Dykstra, who will work from home in Conyers, Georgia, was a producer at CNN for 17 years, from 1991 to 2009. He won an Emmy for the coverage of Mississippi River floods in 1993, the DuPont Columbia Award for coverage of the 2004 quake and tsunami, and the 2005 Peabody Award for Hurricane Katrina coverage. All three of these were shared with a host of others at CNN.

Christy George is back at Oregon Public Broadcasting, this time producing for television, including another segment for History Detectives and an hour-long documentary about the Columbia River Gorge.

Deborah Fryer developed a 21-minute documentary for the Colorado School of Public Health and Denver Urban Gardens about the intersections between community gardening and public health. Fryer wrote and edited the film. She also contributed about five minutes’ worth of beauty shots of the gardens. The clip can be seen online here.

Dawn Stover landed a full-time stint as an editor for the Bulletin of the Atomic Scientists from April through June, the weeks following the massive earthquake and tsunami at the Fukushima nuclear plant in northern Japan. Said Stover: “It’s an interesting time to be there.”

David Biello told Media on the Move that his PBS documentary aired nationwide — “finally”— in April, May and — June. Here’s a link to the Beyond the Light Switch web site.

Christine Heinrichs had an interesting wildlife crime story run in The Cambrian last spring.

“A story this long (4,000 words) is unique for them,” she wrote, “but it was a shocking local crime that officials declined to explain. I was able to get the lead investigator to tell me about his investigation, although not every detail was shared. The perp died before they could get an indictment.”

Meanwhile, Christie Aschwanden’s feature story, “Pet Project,” was named a finalist for a National Magazine Award. She wrote the story for Runner’s World, where she is a contributing editor.

Cara Ellen Modisett, editor-at-large of Blue Ridge Country magazine, reporter/producer for WVTF public radio, was keynote speaker at the annual Roanoke Regional Writers Conference at the end of January, at Hollins University in Roanoke, Va. This is the conference’s fourth year.

Eve Byron reported that, in January, she became an “adjunct professor,” team-teaching a “Writing for News Media” course at Carroll College in Helena, Mont. Besides being special projects editor for the [Helena] Independent Record, she covers natural resources and federal agencies.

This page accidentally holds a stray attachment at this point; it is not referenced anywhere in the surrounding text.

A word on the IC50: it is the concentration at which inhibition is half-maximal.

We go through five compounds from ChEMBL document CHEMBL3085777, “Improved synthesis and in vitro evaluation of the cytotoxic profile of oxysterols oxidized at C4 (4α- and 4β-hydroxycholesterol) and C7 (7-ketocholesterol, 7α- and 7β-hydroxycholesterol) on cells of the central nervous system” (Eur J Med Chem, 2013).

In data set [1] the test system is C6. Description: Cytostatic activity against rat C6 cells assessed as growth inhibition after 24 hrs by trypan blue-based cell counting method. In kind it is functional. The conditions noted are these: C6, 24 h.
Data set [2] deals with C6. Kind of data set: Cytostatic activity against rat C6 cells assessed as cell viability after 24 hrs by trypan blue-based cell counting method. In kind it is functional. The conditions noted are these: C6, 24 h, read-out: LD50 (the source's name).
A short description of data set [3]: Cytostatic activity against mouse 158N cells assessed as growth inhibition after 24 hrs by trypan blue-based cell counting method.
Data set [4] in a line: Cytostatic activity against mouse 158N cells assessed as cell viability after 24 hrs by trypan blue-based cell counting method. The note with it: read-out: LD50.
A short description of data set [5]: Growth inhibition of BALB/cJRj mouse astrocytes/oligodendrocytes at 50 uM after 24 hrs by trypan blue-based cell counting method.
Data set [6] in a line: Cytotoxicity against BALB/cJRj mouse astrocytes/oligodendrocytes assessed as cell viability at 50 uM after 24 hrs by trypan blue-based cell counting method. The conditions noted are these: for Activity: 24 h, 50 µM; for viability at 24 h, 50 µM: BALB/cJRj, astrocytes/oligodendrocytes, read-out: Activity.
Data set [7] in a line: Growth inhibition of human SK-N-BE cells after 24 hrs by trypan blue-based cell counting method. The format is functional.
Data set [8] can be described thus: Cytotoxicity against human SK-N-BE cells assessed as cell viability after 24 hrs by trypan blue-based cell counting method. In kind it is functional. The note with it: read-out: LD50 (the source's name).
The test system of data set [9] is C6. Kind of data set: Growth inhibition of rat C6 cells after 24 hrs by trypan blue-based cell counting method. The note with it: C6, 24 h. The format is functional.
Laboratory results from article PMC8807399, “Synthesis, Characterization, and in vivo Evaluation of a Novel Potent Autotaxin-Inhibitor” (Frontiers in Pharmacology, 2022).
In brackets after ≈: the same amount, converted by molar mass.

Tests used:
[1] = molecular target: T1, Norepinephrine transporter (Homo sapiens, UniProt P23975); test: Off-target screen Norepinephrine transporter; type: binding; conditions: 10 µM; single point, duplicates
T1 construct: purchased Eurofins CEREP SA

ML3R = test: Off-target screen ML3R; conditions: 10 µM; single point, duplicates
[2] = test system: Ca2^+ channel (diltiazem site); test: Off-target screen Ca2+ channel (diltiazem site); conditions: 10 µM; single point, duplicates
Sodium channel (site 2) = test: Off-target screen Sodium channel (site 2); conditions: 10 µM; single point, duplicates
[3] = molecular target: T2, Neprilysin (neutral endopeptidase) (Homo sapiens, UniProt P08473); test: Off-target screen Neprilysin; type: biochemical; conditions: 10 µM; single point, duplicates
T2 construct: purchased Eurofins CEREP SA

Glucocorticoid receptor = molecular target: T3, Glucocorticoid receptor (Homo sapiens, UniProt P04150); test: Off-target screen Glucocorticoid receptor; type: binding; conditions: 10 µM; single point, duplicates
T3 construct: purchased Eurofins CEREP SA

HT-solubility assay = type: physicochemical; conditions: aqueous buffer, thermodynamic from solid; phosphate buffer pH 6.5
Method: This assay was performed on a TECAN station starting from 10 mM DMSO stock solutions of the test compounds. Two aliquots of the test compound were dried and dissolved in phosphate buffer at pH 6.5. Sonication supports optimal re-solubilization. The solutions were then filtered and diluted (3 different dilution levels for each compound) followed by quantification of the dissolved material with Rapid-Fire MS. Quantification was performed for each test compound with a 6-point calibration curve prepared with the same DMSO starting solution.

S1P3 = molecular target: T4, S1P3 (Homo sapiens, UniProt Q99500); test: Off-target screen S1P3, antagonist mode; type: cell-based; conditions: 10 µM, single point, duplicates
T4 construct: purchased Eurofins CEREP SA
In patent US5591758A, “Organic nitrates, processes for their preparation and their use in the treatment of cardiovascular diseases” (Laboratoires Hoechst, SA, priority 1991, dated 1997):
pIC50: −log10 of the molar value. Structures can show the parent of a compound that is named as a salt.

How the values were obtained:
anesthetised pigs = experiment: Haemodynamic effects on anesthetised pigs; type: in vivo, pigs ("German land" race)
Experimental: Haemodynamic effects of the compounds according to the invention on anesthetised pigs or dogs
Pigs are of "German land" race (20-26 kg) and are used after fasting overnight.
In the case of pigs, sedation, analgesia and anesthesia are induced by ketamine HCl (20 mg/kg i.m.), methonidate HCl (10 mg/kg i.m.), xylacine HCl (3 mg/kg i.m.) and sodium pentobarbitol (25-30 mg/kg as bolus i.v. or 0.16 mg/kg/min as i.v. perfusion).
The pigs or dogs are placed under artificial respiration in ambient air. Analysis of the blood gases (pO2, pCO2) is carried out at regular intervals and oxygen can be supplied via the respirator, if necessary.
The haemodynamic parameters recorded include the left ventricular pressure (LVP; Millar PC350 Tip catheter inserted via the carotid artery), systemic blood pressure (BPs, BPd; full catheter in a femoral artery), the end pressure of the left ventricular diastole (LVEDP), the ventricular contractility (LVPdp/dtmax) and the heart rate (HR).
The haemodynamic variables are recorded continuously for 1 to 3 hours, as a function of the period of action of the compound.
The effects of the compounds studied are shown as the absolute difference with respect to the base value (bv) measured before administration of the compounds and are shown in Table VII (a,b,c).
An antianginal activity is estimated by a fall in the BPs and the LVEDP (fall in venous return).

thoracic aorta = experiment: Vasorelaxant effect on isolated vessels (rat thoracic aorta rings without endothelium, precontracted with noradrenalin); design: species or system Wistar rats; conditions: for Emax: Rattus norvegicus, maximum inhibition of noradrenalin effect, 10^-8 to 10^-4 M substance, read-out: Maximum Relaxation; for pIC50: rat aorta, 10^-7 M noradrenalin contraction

Craig Saunders said he has a book coming out soon, a library reference for a sixth-grade audience, “What is the Theory of Plate Tectonics?” by Crabtree Publishing Company.

Carolyn Johnsen will retire in June from the University of Nebraska-Lincoln, where she has taught science writing since 2004. Before this gig, she was a general-assignment reporter for the Nebraska Public Radio Network, although she focused her reporting on the environment and agriculture. In retirement, Johnsen plans to write rather than talk about writing her book on the Ogallala Aquifer in Nebraska. She will continue her membership in SEJ.

Dan Sullivan wrote that BioCycle, a magazine covering composting, renewable energy and organics recycling for more than a half century, moved across town in Emmaus, Penn. Following 20 years in the same location, the monthly publication and its publisher JG Press have settled into a rehabbed historical foundry building. It meant cozier digs for the staff of seven, helped jumpstart spring cleaning and embodied the magazine’s philosophy of preserving valuable resources.

Judy Fahys is environment reporter at The Salt Lake Tribune. Contact her about news of your latest award, book project or job change at fahys@sltrib.com

* From the quarterly newsletter SEJournal, Summer 2011 issue.